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He opens with the following story: section read “Ironic that a plumber came to us to help him remove a clog.” The ad referred to doctors in the cardiac catheterization laboratory as “one kind of pipe specialist,” and noted that the patient in the ad returned to work “just 2 days after having his own pipes cleaned out.” Although the image of coronary arteries as kitchen pipes clogged with fat is simple, familiar, and evocative, it is also wrong [emphasis mine]. Rothberg goes on to explain that for patients with stable disease, local interventions can only relieve symptoms; they do not prevent future myocardial infarctions.
To be clear, at least 12 randomized trials conducted between 19, involving more than 5,000 patients, have found no reduction in myocardial infarction attributable to angioplasty in any of its forms.
Only in advanced disease, and after significant plaque accumulation, does the lumen narrow.
Michael Rothberg wrote a fantastic article on the misconception of the “clogged pipe” model of atherosclerosis.
As atherosclerosis progressed, they found that plaque continued to accumulate in the vessel wall until the lesion occupied approximately 40% of the area within the EEM. These findings have since been confirmed by intravascular ultrasound (IVUS).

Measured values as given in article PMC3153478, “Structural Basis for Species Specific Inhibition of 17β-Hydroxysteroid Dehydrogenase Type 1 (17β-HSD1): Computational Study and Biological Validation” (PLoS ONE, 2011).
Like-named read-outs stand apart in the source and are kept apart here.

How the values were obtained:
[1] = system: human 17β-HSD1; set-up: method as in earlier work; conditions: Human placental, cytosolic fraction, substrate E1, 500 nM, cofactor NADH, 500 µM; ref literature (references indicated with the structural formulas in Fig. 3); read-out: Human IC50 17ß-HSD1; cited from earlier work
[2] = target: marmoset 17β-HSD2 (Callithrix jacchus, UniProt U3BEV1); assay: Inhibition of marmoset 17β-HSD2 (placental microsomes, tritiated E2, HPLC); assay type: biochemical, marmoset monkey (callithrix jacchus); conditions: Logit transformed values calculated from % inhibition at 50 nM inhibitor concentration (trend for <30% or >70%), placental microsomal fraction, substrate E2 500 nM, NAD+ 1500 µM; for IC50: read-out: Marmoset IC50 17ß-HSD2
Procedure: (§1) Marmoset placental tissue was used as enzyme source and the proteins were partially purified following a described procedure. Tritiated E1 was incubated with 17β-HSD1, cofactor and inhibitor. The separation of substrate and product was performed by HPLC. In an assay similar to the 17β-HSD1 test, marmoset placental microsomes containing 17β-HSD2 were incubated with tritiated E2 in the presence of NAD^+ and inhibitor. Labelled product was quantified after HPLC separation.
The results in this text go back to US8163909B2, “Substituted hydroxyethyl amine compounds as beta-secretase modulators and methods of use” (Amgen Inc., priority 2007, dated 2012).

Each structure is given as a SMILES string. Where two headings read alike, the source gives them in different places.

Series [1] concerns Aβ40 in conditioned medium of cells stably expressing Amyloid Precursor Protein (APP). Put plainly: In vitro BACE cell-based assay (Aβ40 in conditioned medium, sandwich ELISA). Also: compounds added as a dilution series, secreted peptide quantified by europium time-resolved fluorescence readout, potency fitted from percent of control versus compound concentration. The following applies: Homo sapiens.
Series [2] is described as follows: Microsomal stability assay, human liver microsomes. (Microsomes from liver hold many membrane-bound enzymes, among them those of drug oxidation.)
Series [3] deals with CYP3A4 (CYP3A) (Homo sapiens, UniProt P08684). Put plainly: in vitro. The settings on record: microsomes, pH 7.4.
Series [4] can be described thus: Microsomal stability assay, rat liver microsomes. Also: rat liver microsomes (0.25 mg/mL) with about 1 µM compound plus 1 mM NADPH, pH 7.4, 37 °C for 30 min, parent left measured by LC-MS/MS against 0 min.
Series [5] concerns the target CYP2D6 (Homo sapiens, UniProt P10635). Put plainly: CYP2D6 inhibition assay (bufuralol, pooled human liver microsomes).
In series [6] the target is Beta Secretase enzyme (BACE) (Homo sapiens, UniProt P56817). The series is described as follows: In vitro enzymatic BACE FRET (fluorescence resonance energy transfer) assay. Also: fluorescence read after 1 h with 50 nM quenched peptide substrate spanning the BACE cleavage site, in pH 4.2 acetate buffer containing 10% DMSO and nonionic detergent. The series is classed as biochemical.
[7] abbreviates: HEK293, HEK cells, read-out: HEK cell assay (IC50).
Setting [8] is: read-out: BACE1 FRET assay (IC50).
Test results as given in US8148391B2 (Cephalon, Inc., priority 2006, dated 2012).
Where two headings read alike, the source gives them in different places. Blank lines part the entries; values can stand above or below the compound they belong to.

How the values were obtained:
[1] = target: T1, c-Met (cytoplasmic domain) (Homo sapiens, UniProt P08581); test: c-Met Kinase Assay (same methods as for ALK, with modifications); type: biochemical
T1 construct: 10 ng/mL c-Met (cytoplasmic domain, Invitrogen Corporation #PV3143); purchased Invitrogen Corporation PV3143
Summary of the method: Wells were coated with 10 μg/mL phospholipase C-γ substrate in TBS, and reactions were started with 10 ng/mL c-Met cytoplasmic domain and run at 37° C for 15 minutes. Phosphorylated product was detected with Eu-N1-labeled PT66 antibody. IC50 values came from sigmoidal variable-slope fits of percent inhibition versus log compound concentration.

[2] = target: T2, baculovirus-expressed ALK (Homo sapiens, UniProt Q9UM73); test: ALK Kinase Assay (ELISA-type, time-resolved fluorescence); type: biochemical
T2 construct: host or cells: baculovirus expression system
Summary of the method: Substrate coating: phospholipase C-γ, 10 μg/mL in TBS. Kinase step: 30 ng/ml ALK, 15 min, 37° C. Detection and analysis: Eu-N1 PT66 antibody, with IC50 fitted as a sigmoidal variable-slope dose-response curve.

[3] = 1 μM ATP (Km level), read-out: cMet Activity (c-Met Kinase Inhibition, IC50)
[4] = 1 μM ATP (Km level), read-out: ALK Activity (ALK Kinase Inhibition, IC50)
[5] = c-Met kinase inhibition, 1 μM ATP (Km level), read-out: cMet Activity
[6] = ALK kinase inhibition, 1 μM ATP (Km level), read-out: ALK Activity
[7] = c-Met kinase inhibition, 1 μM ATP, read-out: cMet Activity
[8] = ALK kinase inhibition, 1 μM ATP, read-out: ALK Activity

Due to the complex remodeling that occurs in the earlier stages of atherosclerosis, coronary angiography, which only visualizes the lumen, tends to the degree of atherosclerosis.And yet, despite this overwhelming evidence, the plumbing model, complete with blockages that can be fixed, continues to be used to explain stable coronary disease to patients, who understandably assume that angioplasty or stents will prevent heart attacks—which they patently do not.The root of the problem, in my view at least, is that we as doctors—and by extension, our patients and media—spend too much time looking at images like these (angiograms of coronary arteries complete with “clogged pipes”): And not enough time looking at images like these (the histological, i.e., pathology, sections of coronary arteries): But who can blame us, I mean, angiograms are cool!I know, I know, I said I was going to limit things to one post per year, but the last one doesn’t really count and while the year isn’t even half over I’m willing to predict nothing will inspire me more to write a post in the next 6 months than Allan Sniderman’s recent editorial piece in JAMA Cardiology. Before I get into this post I want to lay a few things out.There was a day when the only thing I argued about was who the greatest boxer of all time was. 1937-42 Henry Armstrong.) Today, however, I find myself arguing about so many things—some of them actually important—from why symptomatic women should receive hormone replacement therapy after menopause (and, by extension, why the Women’s Health Initiative tells us so, if you know how to read it) to why monotherapy with T4 for hypothyroidism is a recipe for disaster for most patients.By the time that happens, eleven other pathologic things have already happened and you’ve missed the opportunity for the most impactful intervention to prevent the cascade of events from occurring at all.